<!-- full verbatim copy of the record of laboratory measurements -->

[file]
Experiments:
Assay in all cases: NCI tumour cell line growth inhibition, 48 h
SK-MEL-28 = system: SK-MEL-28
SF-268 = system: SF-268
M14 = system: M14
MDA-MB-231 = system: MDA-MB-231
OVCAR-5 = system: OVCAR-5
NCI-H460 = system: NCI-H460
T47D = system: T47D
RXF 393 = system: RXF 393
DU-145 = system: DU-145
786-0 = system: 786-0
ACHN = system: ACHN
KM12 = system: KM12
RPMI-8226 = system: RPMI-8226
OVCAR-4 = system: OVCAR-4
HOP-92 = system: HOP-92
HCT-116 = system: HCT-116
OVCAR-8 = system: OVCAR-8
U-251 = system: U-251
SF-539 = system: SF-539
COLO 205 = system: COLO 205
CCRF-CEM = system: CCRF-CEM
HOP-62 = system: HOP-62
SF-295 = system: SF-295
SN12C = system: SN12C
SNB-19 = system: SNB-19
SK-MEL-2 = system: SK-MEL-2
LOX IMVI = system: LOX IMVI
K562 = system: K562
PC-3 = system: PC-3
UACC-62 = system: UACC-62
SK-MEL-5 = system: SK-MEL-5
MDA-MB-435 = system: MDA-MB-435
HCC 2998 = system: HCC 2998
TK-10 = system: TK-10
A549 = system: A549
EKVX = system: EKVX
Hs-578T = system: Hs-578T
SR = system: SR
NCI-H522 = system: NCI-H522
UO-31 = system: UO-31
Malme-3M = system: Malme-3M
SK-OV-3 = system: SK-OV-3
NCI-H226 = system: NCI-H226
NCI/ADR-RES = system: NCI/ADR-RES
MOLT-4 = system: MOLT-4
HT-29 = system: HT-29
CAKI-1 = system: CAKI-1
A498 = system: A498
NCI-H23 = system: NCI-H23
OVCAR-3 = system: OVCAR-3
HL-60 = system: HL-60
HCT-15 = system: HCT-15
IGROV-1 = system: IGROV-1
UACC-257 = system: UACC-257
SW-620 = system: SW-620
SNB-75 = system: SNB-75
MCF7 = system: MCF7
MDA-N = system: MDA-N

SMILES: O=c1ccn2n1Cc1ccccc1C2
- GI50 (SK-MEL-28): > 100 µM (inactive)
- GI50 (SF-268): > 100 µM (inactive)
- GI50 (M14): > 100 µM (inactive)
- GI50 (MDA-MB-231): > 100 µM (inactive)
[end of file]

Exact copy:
Experiments:
Assay in all cases: NCI tumour cell line growth inhibition, 48 h
SK-MEL-28 = system: SK-MEL-28
SF-268 = system: SF-268
M14 = system: M14
MDA-MB-231 = system: MDA-MB-231
OVCAR-5 = system: OVCAR-5
NCI-H460 = system: NCI-H460
T47D = system: T47D
RXF 393 = system: RXF 393
DU-145 = system: DU-145
786-0 = system: 786-0
ACHN = system: ACHN
KM12 = system: KM12
RPMI-8226 = system: RPMI-8226
OVCAR-4 = system: OVCAR-4
HOP-92 = system: HOP-92
HCT-116 = system: HCT-116
OVCAR-8 = system: OVCAR-8
U-251 = system: U-251
SF-539 = system: SF-539
COLO 205 = system: COLO 205
CCRF-CEM = system: CCRF-CEM
HOP-62 = system: HOP-62
SF-295 = system: SF-295
SN12C = system: SN12C
SNB-19 = system: SNB-19
SK-MEL-2 = system: SK-MEL-2
LOX IMVI = system: LOX IMVI
K562 = system: K562
PC-3 = system: PC-3
UACC-62 = system: UACC-62
SK-MEL-5 = system: SK-MEL-5
MDA-MB-435 = system: MDA-MB-435
HCC 2998 = system: HCC 2998
TK-10 = system: TK-10
A549 = system: A549
EKVX = system: EKVX
Hs-578T = system: Hs-578T
SR = system: SR
NCI-H522 = system: NCI-H522
UO-31 = system: UO-31
Malme-3M = system: Malme-3M
SK-OV-3 = system: SK-OV-3
NCI-H226 = system: NCI-H226
NCI/ADR-RES = system: NCI/ADR-RES
MOLT-4 = system: MOLT-4
HT-29 = system: HT-29
CAKI-1 = system: CAKI-1
A498 = system: A498
NCI-H23 = system: NCI-H23
OVCAR-3 = system: OVCAR-3
HL-60 = system: HL-60
HCT-15 = system: HCT-15
IGROV-1 = system: IGROV-1
UACC-257 = system: UACC-257
SW-620 = system: SW-620
SNB-75 = system: SNB-75
MCF7 = system: MCF7
MDA-N = system: MDA-N

SMILES: O=c1ccn2n1Cc1ccccc1C2
- GI50 (SK-MEL-28): > 100 µM (inactive)
- GI50 (SF-268): > 100 µM (inactive)
- GI50 (M14): > 100 µM (inactive)
- GI50 (MDA-MB-231): > 100 µM (inactive)